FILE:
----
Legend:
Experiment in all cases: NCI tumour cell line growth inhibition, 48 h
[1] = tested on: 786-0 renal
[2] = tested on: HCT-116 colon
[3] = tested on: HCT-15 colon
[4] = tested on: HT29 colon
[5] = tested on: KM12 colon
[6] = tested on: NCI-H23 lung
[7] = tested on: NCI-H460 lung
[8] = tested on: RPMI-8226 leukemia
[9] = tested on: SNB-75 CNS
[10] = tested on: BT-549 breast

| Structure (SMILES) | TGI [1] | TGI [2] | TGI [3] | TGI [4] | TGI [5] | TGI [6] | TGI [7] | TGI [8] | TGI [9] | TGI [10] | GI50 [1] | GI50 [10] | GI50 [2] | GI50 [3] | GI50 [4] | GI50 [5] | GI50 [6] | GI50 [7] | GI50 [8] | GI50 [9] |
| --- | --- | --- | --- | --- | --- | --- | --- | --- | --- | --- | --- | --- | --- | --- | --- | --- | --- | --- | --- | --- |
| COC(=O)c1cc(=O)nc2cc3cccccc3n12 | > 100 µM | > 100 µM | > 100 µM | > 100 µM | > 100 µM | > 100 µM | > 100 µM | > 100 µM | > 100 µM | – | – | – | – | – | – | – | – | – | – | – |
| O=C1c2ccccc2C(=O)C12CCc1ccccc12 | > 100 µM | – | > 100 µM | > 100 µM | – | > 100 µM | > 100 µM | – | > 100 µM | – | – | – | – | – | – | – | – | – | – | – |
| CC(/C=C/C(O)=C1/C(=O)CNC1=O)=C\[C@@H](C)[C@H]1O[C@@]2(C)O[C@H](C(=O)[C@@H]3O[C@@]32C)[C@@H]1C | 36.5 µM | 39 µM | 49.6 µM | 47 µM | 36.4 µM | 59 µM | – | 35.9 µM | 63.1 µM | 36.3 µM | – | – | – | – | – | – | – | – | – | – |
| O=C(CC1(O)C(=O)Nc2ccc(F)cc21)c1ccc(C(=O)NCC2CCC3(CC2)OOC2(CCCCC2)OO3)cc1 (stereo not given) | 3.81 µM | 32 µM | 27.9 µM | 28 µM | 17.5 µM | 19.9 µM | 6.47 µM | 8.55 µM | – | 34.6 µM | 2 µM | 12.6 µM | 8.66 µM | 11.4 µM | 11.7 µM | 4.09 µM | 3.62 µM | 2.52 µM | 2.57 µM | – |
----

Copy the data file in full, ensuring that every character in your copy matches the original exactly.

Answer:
Legend:
Experiment in all cases: NCI tumour cell line growth inhibition, 48 h
[1] = tested on: 786-0 renal
[2] = tested on: HCT-116 colon
[3] = tested on: HCT-15 colon
[4] = tested on: HT29 colon
[5] = tested on: KM12 colon
[6] = tested on: NCI-H23 lung
[7] = tested on: NCI-H460 lung
[8] = tested on: RPMI-8226 leukemia
[9] = tested on: SNB-75 CNS
[10] = tested on: BT-549 breast

| Structure (SMILES) | TGI [1] | TGI [2] | TGI [3] | TGI [4] | TGI [5] | TGI [6] | TGI [7] | TGI [8] | TGI [9] | TGI [10] | GI50 [1] | GI50 [10] | GI50 [2] | GI50 [3] | GI50 [4] | GI50 [5] | GI50 [6] | GI50 [7] | GI50 [8] | GI50 [9] |
| --- | --- | --- | --- | --- | --- | --- | --- | --- | --- | --- | --- | --- | --- | --- | --- | --- | --- | --- | --- | --- |
| COC(=O)c1cc(=O)nc2cc3cccccc3n12 | > 100 µM | > 100 µM | > 100 µM | > 100 µM | > 100 µM | > 100 µM | > 100 µM | > 100 µM | > 100 µM | – | – | – | – | – | – | – | – | – | – | – |
| O=C1c2ccccc2C(=O)C12CCc1ccccc12 | > 100 µM | – | > 100 µM | > 100 µM | – | > 100 µM | > 100 µM | – | > 100 µM | – | – | – | – | – | – | – | – | – | – | – |
| CC(/C=C/C(O)=C1/C(=O)CNC1=O)=C\[C@@H](C)[C@H]1O[C@@]2(C)O[C@H](C(=O)[C@@H]3O[C@@]32C)[C@@H]1C | 36.5 µM | 39 µM | 49.6 µM | 47 µM | 36.4 µM | 59 µM | – | 35.9 µM | 63.1 µM | 36.3 µM | – | – | – | – | – | – | – | – | – | – |
| O=C(CC1(O)C(=O)Nc2ccc(F)cc21)c1ccc(C(=O)NCC2CCC3(CC2)OOC2(CCCCC2)OO3)cc1 (stereo not given) | 3.81 µM | 32 µM | 27.9 µM | 28 µM | 17.5 µM | 19.9 µM | 6.47 µM | 8.55 µM | – | 34.6 µM | 2 µM | 12.6 µM | 8.66 µM | 11.4 µM | 11.7 µM | 4.09 µM | 3.62 µM | 2.52 µM | 2.57 µM | – |